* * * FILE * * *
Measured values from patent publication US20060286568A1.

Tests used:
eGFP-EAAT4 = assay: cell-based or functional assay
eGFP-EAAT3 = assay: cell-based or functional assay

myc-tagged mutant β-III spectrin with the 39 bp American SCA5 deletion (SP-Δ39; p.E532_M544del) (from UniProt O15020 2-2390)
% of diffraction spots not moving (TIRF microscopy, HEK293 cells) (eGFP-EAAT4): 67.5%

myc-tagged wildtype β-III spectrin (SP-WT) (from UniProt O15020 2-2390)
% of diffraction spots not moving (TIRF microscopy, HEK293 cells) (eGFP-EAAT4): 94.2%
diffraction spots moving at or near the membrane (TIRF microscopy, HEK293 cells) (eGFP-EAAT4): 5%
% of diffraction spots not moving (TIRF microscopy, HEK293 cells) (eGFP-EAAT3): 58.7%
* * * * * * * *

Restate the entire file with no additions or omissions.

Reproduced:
Measured values from patent publication US20060286568A1.

Tests used:
eGFP-EAAT4 = assay: cell-based or functional assay
eGFP-EAAT3 = assay: cell-based or functional assay

myc-tagged mutant β-III spectrin with the 39 bp American SCA5 deletion (SP-Δ39; p.E532_M544del) (from UniProt O15020 2-2390)
% of diffraction spots not moving (TIRF microscopy, HEK293 cells) (eGFP-EAAT4): 67.5%

myc-tagged wildtype β-III spectrin (SP-WT) (from UniProt O15020 2-2390)
% of diffraction spots not moving (TIRF microscopy, HEK293 cells) (eGFP-EAAT4): 94.2%
diffraction spots moving at or near the membrane (TIRF microscopy, HEK293 cells) (eGFP-EAAT4): 5%
% of diffraction spots not moving (TIRF microscopy, HEK293 cells) (eGFP-EAAT3): 58.7%